Did it seem strange to you that I so wanted to spend time with Tom’s body? My thoughts are drawn to Nicholas Wolterstorff’s loss of his son Eric to a mountain climbing accident in the Kaisergebirger. How hard it was to say good-bye to Eric’s body.
“Tenderly we laid him in the warm June earth … I catch myself: Was it him we laid in the earth? I had touched his cheek. Its cold still hardness pushed me back. Death, I knew, was cold. And death was still. But nobody had mentioned that all the softness went out. His spirit had departed and taken along the warmth and activity and, yes, the softness. He was gone. ‘Eric, where are you?’ But I am not very good at separating person from body. Maybe that comes with practice. The red hair, the dimples, the chipmunky look – that was Eric.”
Similarly, the small, sweet body resting in a casket in Oklahoma City was Tom. Only a gnostic, only someone who believed God loved souls but not bodies, would frown on my desire to sit with Tom for a while, drinking in the memories of the years we had spent together. Of course there is a time to say good-bye, but rushed farewells can come back to haunt us.
In his Confessions Augustine shares his grief over the death of his mother Monica: “The tears which I had been holding back streamed down, and I let them flow as freely as they would, making of them a pillow for my heart. On them it rested …” And so it has been for me.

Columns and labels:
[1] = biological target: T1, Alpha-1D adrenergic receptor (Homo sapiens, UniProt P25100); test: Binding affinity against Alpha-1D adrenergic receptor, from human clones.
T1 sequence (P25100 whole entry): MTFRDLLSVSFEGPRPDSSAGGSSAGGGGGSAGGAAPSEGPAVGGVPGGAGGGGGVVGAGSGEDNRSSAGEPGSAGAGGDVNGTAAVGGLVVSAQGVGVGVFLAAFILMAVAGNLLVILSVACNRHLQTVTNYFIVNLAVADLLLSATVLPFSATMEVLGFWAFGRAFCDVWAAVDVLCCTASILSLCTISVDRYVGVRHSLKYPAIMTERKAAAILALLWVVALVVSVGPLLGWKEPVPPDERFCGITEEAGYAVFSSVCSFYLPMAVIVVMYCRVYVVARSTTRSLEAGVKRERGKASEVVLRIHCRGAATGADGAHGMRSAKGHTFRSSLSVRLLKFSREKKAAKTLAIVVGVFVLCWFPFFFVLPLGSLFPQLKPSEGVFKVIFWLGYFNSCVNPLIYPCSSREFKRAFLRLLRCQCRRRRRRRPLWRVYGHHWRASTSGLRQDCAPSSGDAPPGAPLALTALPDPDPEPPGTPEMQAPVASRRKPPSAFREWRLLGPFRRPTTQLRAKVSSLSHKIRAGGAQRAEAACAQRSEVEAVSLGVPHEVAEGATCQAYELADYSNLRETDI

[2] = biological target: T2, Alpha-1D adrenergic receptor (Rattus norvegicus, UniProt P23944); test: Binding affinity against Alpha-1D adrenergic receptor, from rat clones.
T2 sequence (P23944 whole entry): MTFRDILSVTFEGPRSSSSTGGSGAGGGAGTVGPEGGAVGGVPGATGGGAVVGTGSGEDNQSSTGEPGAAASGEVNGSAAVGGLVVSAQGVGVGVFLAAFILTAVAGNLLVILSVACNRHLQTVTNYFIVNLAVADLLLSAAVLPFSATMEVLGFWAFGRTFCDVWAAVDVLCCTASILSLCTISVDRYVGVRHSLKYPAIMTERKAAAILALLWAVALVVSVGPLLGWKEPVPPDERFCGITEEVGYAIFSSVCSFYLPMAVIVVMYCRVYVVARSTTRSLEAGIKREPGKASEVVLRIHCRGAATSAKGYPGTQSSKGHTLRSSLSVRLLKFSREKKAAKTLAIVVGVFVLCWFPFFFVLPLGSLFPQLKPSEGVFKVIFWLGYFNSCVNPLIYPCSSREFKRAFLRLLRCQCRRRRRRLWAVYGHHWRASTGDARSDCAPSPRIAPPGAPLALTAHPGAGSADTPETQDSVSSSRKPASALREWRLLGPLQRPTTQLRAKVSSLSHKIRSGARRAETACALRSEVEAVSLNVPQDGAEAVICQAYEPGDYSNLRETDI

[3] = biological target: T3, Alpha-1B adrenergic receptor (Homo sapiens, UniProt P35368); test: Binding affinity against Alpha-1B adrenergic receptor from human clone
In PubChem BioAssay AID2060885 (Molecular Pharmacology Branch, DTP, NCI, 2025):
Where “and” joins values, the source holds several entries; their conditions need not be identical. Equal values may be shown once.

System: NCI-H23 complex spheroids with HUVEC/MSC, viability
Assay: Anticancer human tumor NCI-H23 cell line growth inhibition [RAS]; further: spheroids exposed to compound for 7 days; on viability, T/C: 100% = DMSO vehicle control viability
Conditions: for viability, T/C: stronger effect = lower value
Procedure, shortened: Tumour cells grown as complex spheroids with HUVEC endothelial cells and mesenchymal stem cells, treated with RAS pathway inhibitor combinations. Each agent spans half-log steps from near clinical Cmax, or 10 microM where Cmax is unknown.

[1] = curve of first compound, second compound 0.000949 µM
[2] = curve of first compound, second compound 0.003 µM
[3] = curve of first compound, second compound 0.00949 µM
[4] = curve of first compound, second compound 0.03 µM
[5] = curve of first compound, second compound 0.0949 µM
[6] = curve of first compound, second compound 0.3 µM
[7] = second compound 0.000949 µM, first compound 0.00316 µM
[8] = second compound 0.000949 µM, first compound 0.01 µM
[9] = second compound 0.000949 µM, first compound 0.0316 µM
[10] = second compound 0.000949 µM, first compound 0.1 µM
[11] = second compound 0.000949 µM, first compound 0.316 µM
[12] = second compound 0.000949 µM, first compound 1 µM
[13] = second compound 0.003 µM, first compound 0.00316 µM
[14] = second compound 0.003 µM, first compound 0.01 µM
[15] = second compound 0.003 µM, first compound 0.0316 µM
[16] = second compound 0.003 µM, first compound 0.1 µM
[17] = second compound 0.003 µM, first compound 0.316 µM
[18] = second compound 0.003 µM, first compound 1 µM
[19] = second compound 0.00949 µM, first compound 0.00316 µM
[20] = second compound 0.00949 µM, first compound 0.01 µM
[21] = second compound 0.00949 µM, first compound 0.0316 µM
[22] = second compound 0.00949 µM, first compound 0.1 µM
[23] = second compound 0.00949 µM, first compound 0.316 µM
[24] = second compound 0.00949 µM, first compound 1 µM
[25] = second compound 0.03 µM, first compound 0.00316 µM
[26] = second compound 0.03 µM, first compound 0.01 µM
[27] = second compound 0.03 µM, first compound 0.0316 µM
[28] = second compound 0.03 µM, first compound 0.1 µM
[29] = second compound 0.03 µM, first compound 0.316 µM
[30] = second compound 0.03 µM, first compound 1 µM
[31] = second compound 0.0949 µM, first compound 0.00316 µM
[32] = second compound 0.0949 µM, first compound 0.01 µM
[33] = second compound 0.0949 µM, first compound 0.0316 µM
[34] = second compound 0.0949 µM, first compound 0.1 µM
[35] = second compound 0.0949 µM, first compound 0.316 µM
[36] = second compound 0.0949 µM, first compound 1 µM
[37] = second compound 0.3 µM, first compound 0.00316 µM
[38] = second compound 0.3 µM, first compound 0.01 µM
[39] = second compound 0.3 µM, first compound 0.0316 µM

The tears come less frequently now. Days pass and my eyes remain dry. Yet a simple glance at Tom’s photo near my desk and a lump rises in my throat. For I have lost a friend—we have lost a friend—if only for a time.
“All mankind is of one author, and is one volume; when one man dies, one chapter is not torn out of the book, but translated into a better language; and every chapter must be so translated; God employs several translators: some pieces are translated by age, some by sickness, some by war, some by justice; but God’s hand shall bind up all our scattered leaves again, for that library where every book shall lie open to one another …” (John Donne)
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